The site emojitracker, before it was announced that it was shutting down earlier this month, documented the real-time usage of emoji. It featured a massive spreadsheet of the icons, and every time an emoji was used on Twitter, its box would light up. It was a fascinating document of public moods. Toward the top, the most popular expressions—crying with laughter, kissy face, heart eyes—flared up multiple times per second. Toward the bottom, the least popular icons, mostly outdated tech like floppy discs and pagers, lit up every couple of minutes.
Missing entirely from the list was perhaps the most enigmatic emoji of all:
What is this emoji!? Levitating G-man? Is he part of some larger conspiracy?________________ pic.twitter.com/DmRzThyuWS— Zachary Hesse (@ZachHesse) March 17, 2016
What is that for? It’s one of the least popular emojis (ranked 1233 of 1679 on Twitter), perhaps because nobody is really sure what it is or how to use it. There aren’t many hints. It’s filed under the “activity” section on iOS, and its description, when rolling over the icon in iMessage—“Man in business suit levitating” (MIBSL)—isn’t exactly helpful. Fusion called him “confusing” and the Paris Review’s blog described him as the eerie “floating face of capitalism.”
As it turns out, there’s a pretty strange history behind the icon involving ska music, Peter Tosh and the guy who created Comic Sans.
MIBSL was born in the late '90s, while Microsoft was working on Internet Explorer 4.0. The browser featured a new symbol font called Webdings, a sort of web-optimized version of Wingdings. For those who didn't use a computer in the '90s, Wingdings swapped letters on your keyboard for little black-and-white images, kind of like emoji but way more difficult to use and way less socially acceptable. (And yet somehow it was cool to use as many campy gifs as possible. It was a strange time.)
Webdings included 230 images, culled from when Microsoft’s “team of iconographers traveled the world asking site designers and users which symbols, icons and pictograms they thought would be most appropriate for a font of this kind.” This included useful things like a disembodied eye and a smiling pirate inside a “no” symbol (likely for offices prone to vicious pirate attacks). There was also this guy, set to the letter “m.” Look familiar?
That suave looking levitating man was created by Vincent Connare, who was working in the Microsoft typography department at the time. He’s perhaps most infamous for designing the much-derided font Comic Sans. When I spoke to him, he was slightly wistful about his time at the company, describing it like being in college. His office was near beach volleyball courts and a softball field. “We played a lot of volleyball,” he said.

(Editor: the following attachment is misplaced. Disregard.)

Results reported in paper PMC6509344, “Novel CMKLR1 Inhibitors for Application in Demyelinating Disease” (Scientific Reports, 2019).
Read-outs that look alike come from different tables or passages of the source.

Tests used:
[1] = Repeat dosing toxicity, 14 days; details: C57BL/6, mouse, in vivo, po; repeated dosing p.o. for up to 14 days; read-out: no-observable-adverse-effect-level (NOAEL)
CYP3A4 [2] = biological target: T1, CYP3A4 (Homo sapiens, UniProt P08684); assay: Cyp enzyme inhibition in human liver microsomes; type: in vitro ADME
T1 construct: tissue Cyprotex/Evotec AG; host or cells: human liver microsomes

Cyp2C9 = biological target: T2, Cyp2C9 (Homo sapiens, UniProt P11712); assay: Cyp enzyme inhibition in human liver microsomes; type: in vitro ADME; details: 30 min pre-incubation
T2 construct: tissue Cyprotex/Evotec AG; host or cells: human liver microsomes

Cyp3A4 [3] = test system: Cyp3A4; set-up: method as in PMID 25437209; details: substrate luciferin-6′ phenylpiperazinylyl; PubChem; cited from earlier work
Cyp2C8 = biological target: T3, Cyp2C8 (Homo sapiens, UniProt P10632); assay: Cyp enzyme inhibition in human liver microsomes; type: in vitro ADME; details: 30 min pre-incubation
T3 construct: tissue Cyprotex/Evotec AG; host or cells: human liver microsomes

After deciding to incorporate Webdings in the browser, the Internet Explorer team and Connare’s manager, Simon Daniels, drew up a list of symbols to design, mostly stuff that might look good on a website in 1997. Connare went down the list, selecting the ones he was interested in. One option immediately stood out.
“I had a Specials Japanese import LP, and I saw one of the keywords was ‘jump’ so thought it would be good to make a jumping, pogoing man,” he said. “The style of the 2 Tone guy was black on white, and it was graphic, so it was easy to make something like it into a font.”
For those who never went through an awkward ska music phase as a teenager (pickitup, pickitup, pickitup!), 2 Tone Records was a label formed in 1979 by The Specials keyboard player and songwriter Jerry Dammers. Their logo depicts a man dressed in the rude boy style of the British ska revival, complete with sunglasses, a black suit and a porkpie hat. Dammers loosely based it on a photo of reggae musician Peter Tosh, from the cover of the Wailers' 1965 album The Wailing Wailers, and named him Walt Jabsco, a name he lifted from an old T-shirt.
This wasn’t the only musical reference hidden in Webdings. “There is also an Aladdin Sane Ziggy bolt in there, and a Shure 55 mic,” Connare said. “The keyboard is a MIDI keyboard based on an old Sequential Circuits Pro One and Kawai K4 that I owned in the '80s and '90s.”
Additionally—and partially as a response to an odd conspiracy theory claiming that Wingdings included secret anti-Semitic messages that spread via email in the early ‘90s (and again after 9/11)—he inserted his own little Easter egg in the font. “I made NYC equal 'eye heart city’ or ‘I love New York,'” he said.
Seventeen years later, in 2014, the Unicode Consortium—the nonprofit organization that manages the Unicode standard and determines, among other things, which emoji get approved—announced that Version 7.0 would add a bunch of new icons. Most of the new additions were adaptations of Wingdings and Webdings characters and, thus, the jumping rude boy became the levitating businessman, receiving the official Unicode designation U+1F574. (Weirdly, there’s still no option to change the character’s skin tone, even though he was based on the image of a black man. Hmm.)
But long, circuitous story short: The levitating businessman emoji was based on a Webdings character, which was based on the logo for a '70s ska punk record company mascot which was based on a photo of Tosh. Whew. Ska music lives on—in emoji form.